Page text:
Would you be surprised if other teams do this?
The new rule is that you can have the quarterback line up in another position but not two on the field at the same time. That is my understanding right now. You can’t have two designated quarterbacks on the field.
You also stated, «I'm glad I'm not a defensive coordinator in the CFL, the field is 53% larger and you have only one more guy to cover it and all that motion»
- Does that mean that a CFL defensive coordinator deserves a medal for bravery?
You took the word out of my mouth. I don’t know how they do it. I think they do a tremendous job on the defensive side of the ball throughout the league. They have a very difficult job and the task is tough and they do a tremendous job. They really do.
On your Blog I found this comment from Jack Tobb of the Montreal Gazette. Speaking of the CFL he said:
« If it's somehow lesser than the NFL (and I'm not convinced it is) it is by degrees so slight they are all but imperceptible. »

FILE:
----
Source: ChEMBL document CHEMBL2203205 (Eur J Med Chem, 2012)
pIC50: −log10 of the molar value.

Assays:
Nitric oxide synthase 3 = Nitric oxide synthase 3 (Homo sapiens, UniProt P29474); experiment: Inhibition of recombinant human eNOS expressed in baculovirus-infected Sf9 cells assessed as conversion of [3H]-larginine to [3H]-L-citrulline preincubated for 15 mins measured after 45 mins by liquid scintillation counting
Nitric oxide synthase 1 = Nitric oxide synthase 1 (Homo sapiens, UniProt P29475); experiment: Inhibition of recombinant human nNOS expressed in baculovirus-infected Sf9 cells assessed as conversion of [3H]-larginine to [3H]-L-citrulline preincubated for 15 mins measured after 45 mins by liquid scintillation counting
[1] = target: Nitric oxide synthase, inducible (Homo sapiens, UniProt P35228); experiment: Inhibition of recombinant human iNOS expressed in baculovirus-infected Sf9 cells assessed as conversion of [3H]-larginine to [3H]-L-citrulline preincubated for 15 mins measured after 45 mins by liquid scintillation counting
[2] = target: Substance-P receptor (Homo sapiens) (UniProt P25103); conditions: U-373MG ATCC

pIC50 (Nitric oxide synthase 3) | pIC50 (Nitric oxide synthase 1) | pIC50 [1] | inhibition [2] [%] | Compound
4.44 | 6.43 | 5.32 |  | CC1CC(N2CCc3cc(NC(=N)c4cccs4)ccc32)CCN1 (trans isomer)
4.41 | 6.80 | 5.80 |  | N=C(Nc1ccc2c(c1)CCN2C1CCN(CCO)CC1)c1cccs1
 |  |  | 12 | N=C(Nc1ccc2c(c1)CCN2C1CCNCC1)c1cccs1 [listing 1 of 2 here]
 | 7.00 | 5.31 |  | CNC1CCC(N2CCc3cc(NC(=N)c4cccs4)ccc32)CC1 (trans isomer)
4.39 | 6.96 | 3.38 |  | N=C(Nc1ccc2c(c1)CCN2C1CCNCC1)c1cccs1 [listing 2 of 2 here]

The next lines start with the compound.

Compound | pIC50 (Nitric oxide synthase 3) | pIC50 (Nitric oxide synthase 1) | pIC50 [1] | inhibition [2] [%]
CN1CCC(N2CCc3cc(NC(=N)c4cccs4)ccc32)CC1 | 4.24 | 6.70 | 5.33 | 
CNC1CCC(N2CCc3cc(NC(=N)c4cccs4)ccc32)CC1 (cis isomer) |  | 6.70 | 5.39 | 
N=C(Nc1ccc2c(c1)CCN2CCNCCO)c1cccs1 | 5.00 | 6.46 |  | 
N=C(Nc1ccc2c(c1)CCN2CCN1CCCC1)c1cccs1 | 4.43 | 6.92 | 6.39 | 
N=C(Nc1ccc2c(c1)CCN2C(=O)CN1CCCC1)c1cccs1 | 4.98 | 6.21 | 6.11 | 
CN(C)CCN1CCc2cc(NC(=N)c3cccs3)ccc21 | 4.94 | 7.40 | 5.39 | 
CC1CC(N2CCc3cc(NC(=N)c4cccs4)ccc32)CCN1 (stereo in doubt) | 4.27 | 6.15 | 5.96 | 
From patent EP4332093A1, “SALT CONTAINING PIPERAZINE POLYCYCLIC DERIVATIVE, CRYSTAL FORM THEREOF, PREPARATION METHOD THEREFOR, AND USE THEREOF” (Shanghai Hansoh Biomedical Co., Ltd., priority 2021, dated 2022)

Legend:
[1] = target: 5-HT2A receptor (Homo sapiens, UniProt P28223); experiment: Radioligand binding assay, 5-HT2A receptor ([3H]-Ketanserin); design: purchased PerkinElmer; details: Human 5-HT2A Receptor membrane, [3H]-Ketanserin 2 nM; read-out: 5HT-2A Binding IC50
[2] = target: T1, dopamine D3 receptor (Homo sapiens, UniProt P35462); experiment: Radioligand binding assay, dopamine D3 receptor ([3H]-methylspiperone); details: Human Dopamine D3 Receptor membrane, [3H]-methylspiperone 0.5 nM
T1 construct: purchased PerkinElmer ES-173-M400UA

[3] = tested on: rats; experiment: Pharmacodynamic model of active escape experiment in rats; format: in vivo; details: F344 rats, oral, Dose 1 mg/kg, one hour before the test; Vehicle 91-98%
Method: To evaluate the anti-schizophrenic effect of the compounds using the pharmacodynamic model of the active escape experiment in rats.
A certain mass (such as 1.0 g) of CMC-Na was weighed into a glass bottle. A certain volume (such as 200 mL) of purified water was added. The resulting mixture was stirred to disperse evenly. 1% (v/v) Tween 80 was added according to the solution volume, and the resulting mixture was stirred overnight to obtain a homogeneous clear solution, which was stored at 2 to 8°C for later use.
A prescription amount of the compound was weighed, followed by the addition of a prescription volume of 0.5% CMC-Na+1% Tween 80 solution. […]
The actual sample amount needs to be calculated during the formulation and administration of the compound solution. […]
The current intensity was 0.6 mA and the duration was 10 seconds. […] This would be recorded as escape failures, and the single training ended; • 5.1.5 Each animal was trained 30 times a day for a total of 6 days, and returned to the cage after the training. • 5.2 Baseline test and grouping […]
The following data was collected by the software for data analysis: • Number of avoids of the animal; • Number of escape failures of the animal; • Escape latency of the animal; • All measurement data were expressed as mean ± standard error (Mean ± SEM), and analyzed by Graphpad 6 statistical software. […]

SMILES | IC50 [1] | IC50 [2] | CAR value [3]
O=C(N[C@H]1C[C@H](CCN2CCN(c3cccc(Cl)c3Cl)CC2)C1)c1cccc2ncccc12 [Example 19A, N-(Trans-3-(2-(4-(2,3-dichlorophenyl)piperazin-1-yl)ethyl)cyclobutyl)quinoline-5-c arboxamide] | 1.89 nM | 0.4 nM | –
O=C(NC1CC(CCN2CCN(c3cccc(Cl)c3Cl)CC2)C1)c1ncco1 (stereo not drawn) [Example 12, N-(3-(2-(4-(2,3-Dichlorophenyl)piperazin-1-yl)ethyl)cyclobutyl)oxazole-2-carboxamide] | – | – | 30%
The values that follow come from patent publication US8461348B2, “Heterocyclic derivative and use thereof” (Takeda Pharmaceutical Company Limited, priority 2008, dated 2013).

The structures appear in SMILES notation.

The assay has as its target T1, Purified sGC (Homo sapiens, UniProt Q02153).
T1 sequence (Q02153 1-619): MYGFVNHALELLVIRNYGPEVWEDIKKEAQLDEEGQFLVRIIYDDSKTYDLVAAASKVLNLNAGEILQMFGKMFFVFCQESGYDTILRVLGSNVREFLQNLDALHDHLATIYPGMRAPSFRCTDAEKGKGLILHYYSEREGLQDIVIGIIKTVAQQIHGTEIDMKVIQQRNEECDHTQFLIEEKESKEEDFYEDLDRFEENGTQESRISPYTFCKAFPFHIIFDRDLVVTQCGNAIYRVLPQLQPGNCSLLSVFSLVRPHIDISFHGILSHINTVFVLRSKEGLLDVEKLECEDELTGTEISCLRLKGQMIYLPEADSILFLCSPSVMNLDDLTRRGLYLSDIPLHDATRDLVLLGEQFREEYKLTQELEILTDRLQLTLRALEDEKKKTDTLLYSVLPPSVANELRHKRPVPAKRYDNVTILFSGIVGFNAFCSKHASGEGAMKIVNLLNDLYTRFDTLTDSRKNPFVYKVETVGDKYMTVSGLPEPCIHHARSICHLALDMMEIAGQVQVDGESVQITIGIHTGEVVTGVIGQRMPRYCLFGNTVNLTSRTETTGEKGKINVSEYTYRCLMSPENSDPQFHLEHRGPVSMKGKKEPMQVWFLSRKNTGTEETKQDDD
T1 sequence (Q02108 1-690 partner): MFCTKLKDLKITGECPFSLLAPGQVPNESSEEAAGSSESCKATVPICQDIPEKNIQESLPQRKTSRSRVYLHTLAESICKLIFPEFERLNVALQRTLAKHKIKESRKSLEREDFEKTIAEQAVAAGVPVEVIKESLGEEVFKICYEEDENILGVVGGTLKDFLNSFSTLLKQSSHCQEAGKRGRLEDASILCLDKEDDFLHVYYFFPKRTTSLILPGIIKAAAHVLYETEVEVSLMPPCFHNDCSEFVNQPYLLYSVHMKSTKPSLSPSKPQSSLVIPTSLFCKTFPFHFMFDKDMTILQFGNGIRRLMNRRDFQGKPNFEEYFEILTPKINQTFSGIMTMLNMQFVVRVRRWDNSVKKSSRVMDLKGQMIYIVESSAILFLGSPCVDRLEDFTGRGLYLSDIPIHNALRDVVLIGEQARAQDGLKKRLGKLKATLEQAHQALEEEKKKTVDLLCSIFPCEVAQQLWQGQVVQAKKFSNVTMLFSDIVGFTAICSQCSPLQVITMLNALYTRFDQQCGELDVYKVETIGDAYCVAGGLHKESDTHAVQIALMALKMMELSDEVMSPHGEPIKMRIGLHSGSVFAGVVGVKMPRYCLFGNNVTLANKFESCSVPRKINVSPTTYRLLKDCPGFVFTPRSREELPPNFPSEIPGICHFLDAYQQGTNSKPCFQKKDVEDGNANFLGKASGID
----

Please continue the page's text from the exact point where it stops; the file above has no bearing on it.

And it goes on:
We have many good players in this league many of then could play in the NFL, I really believe that.
- Doug Flutie, Joe Theisman, Warren Moon and Ricky Williams feel that the CFL is under-rated. Do you share the same opinion?
I think it is. I think it’s a tremendous league. The game is fast and highly competitive. The quarterback and throwing and catching in the league is outstanding as represented last year by so many brilliant catches and plays. I think it’s a great league. It is a different league because of some of the rules and the three downs but it’s terribly exciting and competitive. It’s a thinking man’s game and the last 3 minutes are terribly competitive and I think its all good from that standpoint.
We know that you are presently absorbed in preparation for the Alouettes training camp and we would sincerely like to thank you for the time you have given to let us get to know your better.
Merci beaucoup monsieur Trestman!